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‘Do not give up’: Utahns rally at Capitol in support of Equal Rights Amendment

First proposed in the 1920s, the ERA is not just for women, but for everyone, no matter their gender, race or identity, said the president of the Utah ERA Coalition.

(Francisco Kjolseth | The Salt Lake Tribune) Erin Preston, dressed as her great, great grandmother, Lucy Augusta Rice Clark, who she says was the first woman to vote in a Republican National Convention, joins the rally on Women’s Equality Day at the Capitol on Thursday, Aug. 26, 2021, to encourage Utah to ratify the Equal Rights Amendment.

Standing before a crowd on the steps of the Utah Capitol Thursday evening, Sen. Kathleen Riebe made an announcement.

”Yesterday, I opened an ERA bill again,” Riebe, D-Cottonwood Heights, said to cheers.

Riebe joined the crowd of about 200 people on Thursday, national Women’s Equality Day, in Salt Lake City for a rally hosted by the Utah ERA Coalition and other organizations to encourage state lawmakers to ratify the ERA. Women’s Equality Day commemorates when the 19th Amendment became law, giving women the right to vote.

The event kicked off with a series of speeches talking about ways to improve the lives of women in Utah.

”This week, Utah was again designated the worst state for women’s equality,” said Kelly Whited Jones, president of the Utah ERA Coalition.

“Boo!” the crowd responded.

The ERA is not just for women, but for everyone, no matter their gender, race or identity, Whited Jones said, adding that she and others will continue to work for “fundamental equality under the law for all, until we get it.”

(Francisco Kjolseth | The Salt Lake Tribune) Erin Preston, dressed as her great, great grandmother, Lucy Augusta Rice Clark who she says was the first woman to vote in a Republican National Convention joins the rally on Women’s Equality Day at the Capitol on Thursday, Aug. 26, 2021, to encourage Utah to ratify the Equal Rights Amendment.

Just like in previous years, a resolution for Utah to ratify the ERA never made it out of committee during the 2021 general session.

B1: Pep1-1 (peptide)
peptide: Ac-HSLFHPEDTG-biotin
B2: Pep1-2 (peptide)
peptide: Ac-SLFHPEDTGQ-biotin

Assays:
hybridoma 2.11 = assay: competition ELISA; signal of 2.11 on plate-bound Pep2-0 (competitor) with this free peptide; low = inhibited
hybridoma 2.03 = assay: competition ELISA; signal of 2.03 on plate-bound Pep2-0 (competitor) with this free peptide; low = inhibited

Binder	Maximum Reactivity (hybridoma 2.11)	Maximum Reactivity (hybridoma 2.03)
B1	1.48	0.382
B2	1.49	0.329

First proposed in the 1920s, the amendment states: “Equality of rights under the law shall not be denied or abridged by the United States or by any State on account of sex.”

Last year, Virginia became the 38th and final state needed to add it to the U.S. Constitution, decades after it passed the U.S. Senate and House in 1972. But advocates expect legal challenges ahead, including over the fact that five states have voted to rescind their ratification and the efforts to remove a deadline for the amendment.

According to Whited Jones, there were other rallies held across the country on Thursday calling on U.S. Attorney General Merrick Garland to revoke a 2020 memo from the Justice Department’s Office of Legal Counsel preventing Congress from moving the Equal Rights Amendment forward due to the expired deadline.

Rep. Karen Kwan, D-Murray, asked the crowd to do three things to help the fight for equality. First, she encouraged Utahns to connect with their state senators and representatives to explain why they should support the ERA.

Second, Kwan told attendees to find out if their city or town is among those that have passed a resolution in support of the ERA. If not, Kwan urged attendees to ask their council members to do so in order to show state lawmakers how many Utahns support the amendment.

Lastly, Kwan told people “to keep your passion going.”

Jeanetta Williams, president of the Salt Lake City branch of the NAACP, encouraged people to reach out to Utah senators Mike Lee and Mitt Romney and tell them to pass the John Lewis Voting Rights Advancement Act, which passed the U.S. House earlier this week.

“Not a single Utah representative voted for this bill, and we need to remember that,” Williams said.

Former Utah congresswoman Karen Shepherd and Latter-day Saint poet and author Carol Lynn Pearson reflected on the struggles and backlash that supporters faced when trying to ratify the ERA in the 1970s.

“Do not give up,” Shepherd said.

Most of the crowd who gathered for the rally in Salt Lake City wore face masks. Hand sanitizer was available, and organizers encouraged people to socially distance.

The speeches were followed by a candlelight vigil in Memory Grove to honor Utahns from the past and present who have worked toward gender equality, including Reva Beck Bosone, Utah’s first female judge and first woman elected to represent the Beehive State in Congress; Amy Brown Lyman, former general Relief Society president of The Church of Jesus Christ of Latter-day Saints; and suffragist Minnie Quay, among others.

Becky Jacobs is a Report for America corps member and writes about the status of women in Utah for The Salt Lake Tribune. Your donation to match our RFA grant helps keep her writing stories like this one; please consider making a tax-deductible gift of any amount today by clicking here.

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